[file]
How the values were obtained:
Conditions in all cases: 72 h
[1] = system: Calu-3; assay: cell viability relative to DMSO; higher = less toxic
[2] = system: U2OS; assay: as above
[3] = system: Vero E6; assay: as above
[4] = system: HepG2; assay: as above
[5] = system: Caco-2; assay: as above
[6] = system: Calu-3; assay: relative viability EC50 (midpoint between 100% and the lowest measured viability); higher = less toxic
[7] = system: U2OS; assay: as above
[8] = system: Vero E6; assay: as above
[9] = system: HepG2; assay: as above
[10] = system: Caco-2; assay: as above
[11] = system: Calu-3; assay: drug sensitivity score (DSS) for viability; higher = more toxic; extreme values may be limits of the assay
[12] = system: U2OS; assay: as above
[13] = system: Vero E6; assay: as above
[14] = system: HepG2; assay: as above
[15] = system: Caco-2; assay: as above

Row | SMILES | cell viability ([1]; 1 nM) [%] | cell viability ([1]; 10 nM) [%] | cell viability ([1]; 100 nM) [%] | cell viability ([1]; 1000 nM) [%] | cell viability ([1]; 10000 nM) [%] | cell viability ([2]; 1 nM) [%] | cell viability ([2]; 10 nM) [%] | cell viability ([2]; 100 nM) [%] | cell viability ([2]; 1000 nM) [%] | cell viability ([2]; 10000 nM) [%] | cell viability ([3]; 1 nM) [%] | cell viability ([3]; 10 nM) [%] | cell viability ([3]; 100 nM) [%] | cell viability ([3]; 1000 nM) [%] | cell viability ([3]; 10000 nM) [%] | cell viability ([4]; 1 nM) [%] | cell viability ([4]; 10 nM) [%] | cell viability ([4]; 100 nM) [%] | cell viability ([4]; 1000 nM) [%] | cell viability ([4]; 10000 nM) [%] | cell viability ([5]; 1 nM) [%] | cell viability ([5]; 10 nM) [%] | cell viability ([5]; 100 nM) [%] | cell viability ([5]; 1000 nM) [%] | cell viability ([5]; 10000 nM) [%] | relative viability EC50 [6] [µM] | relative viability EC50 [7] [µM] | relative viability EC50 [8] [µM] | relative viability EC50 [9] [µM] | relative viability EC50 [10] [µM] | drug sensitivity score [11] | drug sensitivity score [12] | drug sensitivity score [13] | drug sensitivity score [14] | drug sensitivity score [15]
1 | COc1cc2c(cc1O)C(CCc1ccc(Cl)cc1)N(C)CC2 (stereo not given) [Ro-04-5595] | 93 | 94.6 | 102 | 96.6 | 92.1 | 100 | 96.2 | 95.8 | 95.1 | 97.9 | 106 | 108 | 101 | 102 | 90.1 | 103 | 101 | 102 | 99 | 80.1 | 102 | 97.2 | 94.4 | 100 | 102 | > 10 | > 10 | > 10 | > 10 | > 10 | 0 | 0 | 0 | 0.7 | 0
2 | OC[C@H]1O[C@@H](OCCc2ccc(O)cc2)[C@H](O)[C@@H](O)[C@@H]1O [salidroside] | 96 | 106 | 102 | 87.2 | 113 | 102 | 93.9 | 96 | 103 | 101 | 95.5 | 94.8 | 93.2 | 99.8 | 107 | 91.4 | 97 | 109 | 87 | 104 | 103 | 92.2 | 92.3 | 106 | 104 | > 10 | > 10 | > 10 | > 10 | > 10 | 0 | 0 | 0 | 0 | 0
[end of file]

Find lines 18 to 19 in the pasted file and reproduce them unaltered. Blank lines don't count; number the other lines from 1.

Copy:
Row | SMILES | cell viability ([1]; 1 nM) [%] | cell viability ([1]; 10 nM) [%] | cell viability ([1]; 100 nM) [%] | cell viability ([1]; 1000 nM) [%] | cell viability ([1]; 10000 nM) [%] | cell viability ([2]; 1 nM) [%] | cell viability ([2]; 10 nM) [%] | cell viability ([2]; 100 nM) [%] | cell viability ([2]; 1000 nM) [%] | cell viability ([2]; 10000 nM) [%] | cell viability ([3]; 1 nM) [%] | cell viability ([3]; 10 nM) [%] | cell viability ([3]; 100 nM) [%] | cell viability ([3]; 1000 nM) [%] | cell viability ([3]; 10000 nM) [%] | cell viability ([4]; 1 nM) [%] | cell viability ([4]; 10 nM) [%] | cell viability ([4]; 100 nM) [%] | cell viability ([4]; 1000 nM) [%] | cell viability ([4]; 10000 nM) [%] | cell viability ([5]; 1 nM) [%] | cell viability ([5]; 10 nM) [%] | cell viability ([5]; 100 nM) [%] | cell viability ([5]; 1000 nM) [%] | cell viability ([5]; 10000 nM) [%] | relative viability EC50 [6] [µM] | relative viability EC50 [7] [µM] | relative viability EC50 [8] [µM] | relative viability EC50 [9] [µM] | relative viability EC50 [10] [µM] | drug sensitivity score [11] | drug sensitivity score [12] | drug sensitivity score [13] | drug sensitivity score [14] | drug sensitivity score [15]
1 | COc1cc2c(cc1O)C(CCc1ccc(Cl)cc1)N(C)CC2 (stereo not given) [Ro-04-5595] | 93 | 94.6 | 102 | 96.6 | 92.1 | 100 | 96.2 | 95.8 | 95.1 | 97.9 | 106 | 108 | 101 | 102 | 90.1 | 103 | 101 | 102 | 99 | 80.1 | 102 | 97.2 | 94.4 | 100 | 102 | > 10 | > 10 | > 10 | > 10 | > 10 | 0 | 0 | 0 | 0.7 | 0